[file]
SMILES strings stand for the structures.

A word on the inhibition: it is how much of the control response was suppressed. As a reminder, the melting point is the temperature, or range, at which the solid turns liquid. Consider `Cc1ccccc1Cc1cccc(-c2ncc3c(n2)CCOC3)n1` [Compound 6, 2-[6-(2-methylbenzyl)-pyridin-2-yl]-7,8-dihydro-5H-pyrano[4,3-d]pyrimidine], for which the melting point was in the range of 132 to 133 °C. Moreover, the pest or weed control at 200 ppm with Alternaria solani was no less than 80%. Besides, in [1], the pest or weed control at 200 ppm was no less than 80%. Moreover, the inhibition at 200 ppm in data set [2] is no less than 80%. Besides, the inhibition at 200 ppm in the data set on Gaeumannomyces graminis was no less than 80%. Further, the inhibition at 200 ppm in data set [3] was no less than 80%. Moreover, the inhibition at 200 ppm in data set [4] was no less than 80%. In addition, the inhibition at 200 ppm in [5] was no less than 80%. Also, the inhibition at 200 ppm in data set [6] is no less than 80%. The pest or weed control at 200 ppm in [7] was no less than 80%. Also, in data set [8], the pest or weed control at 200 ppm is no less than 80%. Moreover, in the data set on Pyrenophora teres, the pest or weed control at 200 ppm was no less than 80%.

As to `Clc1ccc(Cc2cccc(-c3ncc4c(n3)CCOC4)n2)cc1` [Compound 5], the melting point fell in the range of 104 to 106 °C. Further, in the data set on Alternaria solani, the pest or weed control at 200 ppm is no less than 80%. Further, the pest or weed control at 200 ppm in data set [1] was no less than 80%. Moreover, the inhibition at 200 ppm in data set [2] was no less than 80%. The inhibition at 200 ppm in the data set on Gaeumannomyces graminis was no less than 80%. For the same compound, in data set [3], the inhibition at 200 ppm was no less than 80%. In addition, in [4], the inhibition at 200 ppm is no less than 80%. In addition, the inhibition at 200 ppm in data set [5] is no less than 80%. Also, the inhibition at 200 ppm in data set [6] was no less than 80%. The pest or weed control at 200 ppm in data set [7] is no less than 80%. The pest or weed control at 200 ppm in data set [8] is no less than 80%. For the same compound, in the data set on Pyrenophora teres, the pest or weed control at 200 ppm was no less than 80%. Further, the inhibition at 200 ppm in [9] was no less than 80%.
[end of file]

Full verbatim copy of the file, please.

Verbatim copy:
SMILES strings stand for the structures.

A word on the inhibition: it is how much of the control response was suppressed. As a reminder, the melting point is the temperature, or range, at which the solid turns liquid. Consider `Cc1ccccc1Cc1cccc(-c2ncc3c(n2)CCOC3)n1` [Compound 6, 2-[6-(2-methylbenzyl)-pyridin-2-yl]-7,8-dihydro-5H-pyrano[4,3-d]pyrimidine], for which the melting point was in the range of 132 to 133 °C. Moreover, the pest or weed control at 200 ppm with Alternaria solani was no less than 80%. Besides, in [1], the pest or weed control at 200 ppm was no less than 80%. Moreover, the inhibition at 200 ppm in data set [2] is no less than 80%. Besides, the inhibition at 200 ppm in the data set on Gaeumannomyces graminis was no less than 80%. Further, the inhibition at 200 ppm in data set [3] was no less than 80%. Moreover, the inhibition at 200 ppm in data set [4] was no less than 80%. In addition, the inhibition at 200 ppm in [5] was no less than 80%. Also, the inhibition at 200 ppm in data set [6] is no less than 80%. The pest or weed control at 200 ppm in [7] was no less than 80%. Also, in data set [8], the pest or weed control at 200 ppm is no less than 80%. Moreover, in the data set on Pyrenophora teres, the pest or weed control at 200 ppm was no less than 80%.

As to `Clc1ccc(Cc2cccc(-c3ncc4c(n3)CCOC4)n2)cc1` [Compound 5], the melting point fell in the range of 104 to 106 °C. Further, in the data set on Alternaria solani, the pest or weed control at 200 ppm is no less than 80%. Further, the pest or weed control at 200 ppm in data set [1] was no less than 80%. Moreover, the inhibition at 200 ppm in data set [2] was no less than 80%. The inhibition at 200 ppm in the data set on Gaeumannomyces graminis was no less than 80%. For the same compound, in data set [3], the inhibition at 200 ppm was no less than 80%. In addition, in [4], the inhibition at 200 ppm is no less than 80%. In addition, the inhibition at 200 ppm in data set [5] is no less than 80%. Also, the inhibition at 200 ppm in data set [6] was no less than 80%. The pest or weed control at 200 ppm in data set [7] is no less than 80%. The pest or weed control at 200 ppm in data set [8] is no less than 80%. For the same compound, in the data set on Pyrenophora teres, the pest or weed control at 200 ppm was no less than 80%. Further, the inhibition at 200 ppm in [9] was no less than 80%.